What Is SUDEP?
Sudden Unexpected Death In Epilepsy (SUDEP) is when someone with epilepsy dies unexpectedly, although the death is not always obviously related to a seizure. SUDEP is the leading cause of death in people with uncontrolled epilepsy.
Clinically, SUDEP is defined as “the sudden, unexpected, witnessed or unwitnessed, non-traumatic and non-drowning death in a person with epilepsy, with or without evidence for a seizure, and excluding documented status epilepticus, in which postmortem examination does not reveal a structural or toxicological cause for death.”
How Common Is SUDEP?
Each year, roughly 1 in every 1,000 adults and 1 in 4,500 children with epilepsy will die from SUDEP. We know that SUDEP occurs more frequently in people with epilepsy whose seizures are poorly controlled.
A major risk factor for SUDEP is generalized tonic clonic seizures. For people with frequent (more than 3 per year) generalized tonic clonic seizures the risk for SUDEP increases to about 18 in every 1000.
What Causes SUDEP?
The exact cause of SUDEP is not known. Researchers are examining many different possibilities to better understand the risks, causes and ways to prevent SUDEP. Current research investigating the cause of SUDEP is examining the role of abnormal breathing (apnea) and abnormal heart rhythms related to seizure activity.
Scientists are also working to try to localize areas of the brain which may be involved in SUDEP and potential genetic factors which may predispose a person to SUDEP. Advances in research will make it possible to identify critical risk factors to aid in preventing lives lost to SUDEP.
What Are The Risk Factors For SUDEP?
The major known risk factor established for SUDEP is the presence and frequency of generalized tonic clonic seizures. People who have more than 3 generalized tonic clonic seizures per year have a 15-fold increased risk of SUDEP. Nocturnal seizures may also increase risk, because of difficulty breathing sometimes present following a seizure.
Unwitnessed nocturnal seizures, and breathing difficulties that occur following a seizure can cause SUDEP. Some other risk factors being further investigated include:
- poor compliance with medication
- never having been treated with a seizure medication
- stopping or changing medications suddenly
- young adult age (ages 20-40 more at risk)
- number of seizure medications used overall
- the presence of an intellectual disability/an IQ of less than 70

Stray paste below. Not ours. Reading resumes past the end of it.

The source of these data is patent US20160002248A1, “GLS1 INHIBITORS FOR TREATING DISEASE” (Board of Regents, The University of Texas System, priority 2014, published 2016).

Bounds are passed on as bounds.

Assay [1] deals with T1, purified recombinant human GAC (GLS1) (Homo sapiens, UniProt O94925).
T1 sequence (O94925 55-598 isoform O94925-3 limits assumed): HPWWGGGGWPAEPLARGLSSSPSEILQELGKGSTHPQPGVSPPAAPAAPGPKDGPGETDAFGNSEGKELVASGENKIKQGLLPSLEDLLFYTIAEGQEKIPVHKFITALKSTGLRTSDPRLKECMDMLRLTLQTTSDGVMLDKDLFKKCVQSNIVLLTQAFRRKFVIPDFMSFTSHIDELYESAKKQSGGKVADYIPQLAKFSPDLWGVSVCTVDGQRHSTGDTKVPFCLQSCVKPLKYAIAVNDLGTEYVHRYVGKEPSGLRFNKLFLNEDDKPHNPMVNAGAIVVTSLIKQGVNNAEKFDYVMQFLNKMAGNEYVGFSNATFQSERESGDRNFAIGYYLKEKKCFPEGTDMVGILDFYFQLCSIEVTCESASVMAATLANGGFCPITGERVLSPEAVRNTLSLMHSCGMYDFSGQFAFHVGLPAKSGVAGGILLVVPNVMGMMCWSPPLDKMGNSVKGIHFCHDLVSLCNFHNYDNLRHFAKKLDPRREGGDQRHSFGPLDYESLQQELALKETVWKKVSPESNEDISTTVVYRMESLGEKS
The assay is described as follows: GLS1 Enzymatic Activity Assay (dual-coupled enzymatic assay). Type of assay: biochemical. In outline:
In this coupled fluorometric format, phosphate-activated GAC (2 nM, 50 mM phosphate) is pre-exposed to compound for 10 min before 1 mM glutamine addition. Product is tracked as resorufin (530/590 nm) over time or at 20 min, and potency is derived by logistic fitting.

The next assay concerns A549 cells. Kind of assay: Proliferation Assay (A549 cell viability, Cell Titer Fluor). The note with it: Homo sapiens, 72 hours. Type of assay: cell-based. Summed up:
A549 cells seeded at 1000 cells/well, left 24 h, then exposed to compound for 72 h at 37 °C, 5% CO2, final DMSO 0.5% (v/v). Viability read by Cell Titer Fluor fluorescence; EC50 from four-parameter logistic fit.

- the region of the brain where seizures originate
- genetic risk factors
- gender differences (more common in males)
How Can You Reduce The Risk of SUDEP?
At Epilepsy Foundation New England, we are working to raise awareness, provide education and resources to families, aid in linking families to bereavement support, honor loved ones lost to SUDEP and other reasons related to epilepsy, and provide ongoing supportive listening through our HELP desk services.
Epilepsy Foundation New England works together with the National Epilepsy Foundation’s SUDEP Institute, which also drives and supports research into the causes of, and ways to prevent SUDEP. Those individuals looking to reduce the risk of SUDEP are advised to:
- Obtain referral to an epilepsy center with a specialized epilepsy team of caregivers, especially if you experience uncontrolled seizures
- Take seizure medication exactly as it is prescribed, regularly and reliably
- Keep all regular appointments with your epilepsy doctor, even if your seizures are well controlled
- If your seizures are poorly controlled, ask your doctor about having a cardiac evaluation completed
- Identify your triggers for seizures and work to reduce your triggers
- Discuss other treatment options (surgery, devices, dietary therapy) with your doctor if your medications are not controlling your seizures
- If you have frequent generalized tonic clonic seizures and nocturnal seizures consider having a family member provide night time supervision or take precautions by using a remote listening device like a monitor
- Avoid drinking alcohol or using recreational drugs
- Eat well, sleep well, exercise regularly, and minimize stress when possible to improve overall health and seizure control